Every year about 350.000 new cases of breast cancer are diagnosed in Europe, accounting for one in four of all cases of cancer in women. As the causes of breast cancer are not well understood the priority is to detect it early so that effective treatment can be given. The earlier the cancer is detected the more likely the treatment is to be successful.
Many countries now employ x-ray mammography screening for women over 40 or 50 but cases still go undetected because of the difficulty of making an accurate diagnosis. Even with a mammogram, some cancers will be unnoticed and there will be many cases of false positives that require further investigation. Confirmation is usually by ultrasound and biopsy but many biopsies will show that a suspected lump is not cancerous.
"From mammography you can't always really see if there is something serious or if it's just something that is not cancer", stated Sonja Guttenbrunner of the European Institute for Biomedical Imaging in Vienna. "Sometimes it's very difficult to detect breast cancer and often unnecessary biopsies are taken."
Even if cancer is confirmed, some types will never pose a risk to health but they cannot easily be distinguished from tumours that are likely to spread. The result is that many women undergo surgery, radiotherapy and chemotherapy that would not have been necessary if a more precise diagnosis were possible.
Other diagnostic tools, such as ultrasound, are commonly used as a follow-up to mammography. Newer techniques include x-ray tomosynthesis, magnetic resonance imaging, positron emission mammography and automated 3D ultrasound. All these techniques reveal different information about any suspicious lump and together they can help the clinician make a more informed and accurate diagnosis.
But what is the best way to use all these sources of information? That's where the European Union-funded HAMAM project comes in. HAMAM is developing a tool that will be more accurate in the diagnosis of breast cancer and be able to integrate all these different modalities in one clinical workstation, suggested Sonja Guttenbrunner who is co-ordinating the project.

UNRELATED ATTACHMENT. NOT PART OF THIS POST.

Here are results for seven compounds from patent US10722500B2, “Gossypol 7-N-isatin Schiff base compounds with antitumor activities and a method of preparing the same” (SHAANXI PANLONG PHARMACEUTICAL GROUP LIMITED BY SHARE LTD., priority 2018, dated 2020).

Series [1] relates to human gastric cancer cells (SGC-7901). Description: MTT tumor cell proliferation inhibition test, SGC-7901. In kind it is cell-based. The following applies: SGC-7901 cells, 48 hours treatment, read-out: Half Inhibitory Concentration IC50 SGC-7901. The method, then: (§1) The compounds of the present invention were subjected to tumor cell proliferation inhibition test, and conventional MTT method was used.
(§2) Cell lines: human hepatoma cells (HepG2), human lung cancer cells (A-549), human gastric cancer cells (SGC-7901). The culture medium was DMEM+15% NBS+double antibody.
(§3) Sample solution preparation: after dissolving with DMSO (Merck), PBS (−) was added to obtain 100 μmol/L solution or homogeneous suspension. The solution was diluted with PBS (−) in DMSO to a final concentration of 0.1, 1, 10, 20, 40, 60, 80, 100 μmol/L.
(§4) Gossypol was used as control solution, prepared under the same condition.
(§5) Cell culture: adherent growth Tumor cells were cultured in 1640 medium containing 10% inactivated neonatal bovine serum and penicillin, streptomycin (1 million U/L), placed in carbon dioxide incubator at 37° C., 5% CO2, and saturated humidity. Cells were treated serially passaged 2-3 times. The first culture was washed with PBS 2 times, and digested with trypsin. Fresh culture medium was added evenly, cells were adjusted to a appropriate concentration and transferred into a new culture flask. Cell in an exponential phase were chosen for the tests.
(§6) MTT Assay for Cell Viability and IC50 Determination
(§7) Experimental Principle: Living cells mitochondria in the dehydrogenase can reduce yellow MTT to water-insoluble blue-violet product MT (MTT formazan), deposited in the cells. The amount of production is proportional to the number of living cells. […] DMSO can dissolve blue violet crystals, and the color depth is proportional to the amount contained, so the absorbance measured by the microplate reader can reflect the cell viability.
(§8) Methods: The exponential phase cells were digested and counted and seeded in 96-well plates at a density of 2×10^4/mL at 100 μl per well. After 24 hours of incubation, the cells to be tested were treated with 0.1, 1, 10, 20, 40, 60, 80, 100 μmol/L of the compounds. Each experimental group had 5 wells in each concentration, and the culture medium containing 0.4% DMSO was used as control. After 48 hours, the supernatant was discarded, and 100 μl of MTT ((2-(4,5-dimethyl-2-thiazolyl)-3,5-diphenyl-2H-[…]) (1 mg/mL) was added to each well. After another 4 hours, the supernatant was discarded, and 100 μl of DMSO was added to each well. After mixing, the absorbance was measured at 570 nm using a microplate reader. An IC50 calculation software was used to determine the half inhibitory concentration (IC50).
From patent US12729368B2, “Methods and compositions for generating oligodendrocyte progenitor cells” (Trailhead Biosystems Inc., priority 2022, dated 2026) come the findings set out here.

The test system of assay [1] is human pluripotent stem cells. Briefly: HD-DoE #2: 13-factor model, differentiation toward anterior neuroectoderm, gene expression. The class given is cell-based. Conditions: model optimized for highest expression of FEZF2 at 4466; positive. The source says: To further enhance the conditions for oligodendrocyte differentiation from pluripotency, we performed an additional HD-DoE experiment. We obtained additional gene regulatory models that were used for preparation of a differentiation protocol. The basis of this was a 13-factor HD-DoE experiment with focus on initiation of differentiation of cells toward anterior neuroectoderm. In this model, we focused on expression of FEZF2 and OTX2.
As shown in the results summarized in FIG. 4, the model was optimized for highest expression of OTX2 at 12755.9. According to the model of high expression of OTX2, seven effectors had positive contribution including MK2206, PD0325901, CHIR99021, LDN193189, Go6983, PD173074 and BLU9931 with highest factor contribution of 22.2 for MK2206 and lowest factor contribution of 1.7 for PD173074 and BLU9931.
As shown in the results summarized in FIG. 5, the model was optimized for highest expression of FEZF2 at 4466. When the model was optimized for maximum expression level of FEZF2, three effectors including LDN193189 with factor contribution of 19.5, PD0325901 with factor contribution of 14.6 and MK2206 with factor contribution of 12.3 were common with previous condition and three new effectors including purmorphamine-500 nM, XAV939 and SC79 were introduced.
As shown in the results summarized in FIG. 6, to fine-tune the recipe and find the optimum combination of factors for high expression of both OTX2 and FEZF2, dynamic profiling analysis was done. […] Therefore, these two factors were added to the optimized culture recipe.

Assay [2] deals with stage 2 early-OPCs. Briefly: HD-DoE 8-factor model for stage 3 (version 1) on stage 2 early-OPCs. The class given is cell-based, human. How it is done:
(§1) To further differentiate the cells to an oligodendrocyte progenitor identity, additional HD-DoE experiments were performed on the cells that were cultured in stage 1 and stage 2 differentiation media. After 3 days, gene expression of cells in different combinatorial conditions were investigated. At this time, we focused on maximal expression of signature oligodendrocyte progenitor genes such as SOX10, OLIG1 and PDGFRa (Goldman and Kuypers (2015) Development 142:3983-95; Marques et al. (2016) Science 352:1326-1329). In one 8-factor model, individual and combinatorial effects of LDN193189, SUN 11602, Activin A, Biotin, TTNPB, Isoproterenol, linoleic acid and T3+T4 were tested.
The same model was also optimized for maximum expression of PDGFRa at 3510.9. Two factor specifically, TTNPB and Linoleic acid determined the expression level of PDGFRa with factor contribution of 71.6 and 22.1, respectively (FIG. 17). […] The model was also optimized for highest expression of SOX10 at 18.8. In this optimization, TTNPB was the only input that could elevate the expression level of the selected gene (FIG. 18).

The doctor will be able to compare different images side by side while viewing the patient's history and other information. HAMAM also aims to help clinicians with an element of computer-assisted diagnosis. The workstation will be connected to an extensive database of images and other clinical data. It will be able to suggest further investigations to guide the doctor in coming to a diagnosis.
The project has a prototype workstation which is being evaluated in preparation for a public demonstration. A prototype database is available and the clinical partners have supplied anonymised patient information.
Clinical partners in the project include hospitals in Berlin, Dundee, Nijmegen and a partner in the USA. Boca Raton Community Hospital, in Florida, was chosen for their experience in using multimodal imaging in the diagnosis of breast cancer. They are supplying much of the information that is being used to construct the database.
"Breast cancer is a worldwide issue, both epidemiologically and economically, but handled differently in Europe than in the USA", Sonja Guttenbrunner added. "Therefore, joint research is a good way to combine the different perspectives." They are supported by technological partners in London, Bremen, Nijmegen and Zurich.
"At the end of the project, we want to have a workstation that can be brought to the market", she stated. "We have an industrial partner, Mevis Medical Solutions, who will further develop the workstation to actually bring it to the market for clinicians."
HAMAM builds on two earlier European Union-funded projects, SCREEN and SCREEN-TRIAL, which developed approaches to reading mammograms from a digital display screen rather than from traditional x-ray films.
The HAMAM project is funded under the Seventh Framework Programme for research. More information is available at the HAMAM project website. This article has been reprinted from the ICT Results website.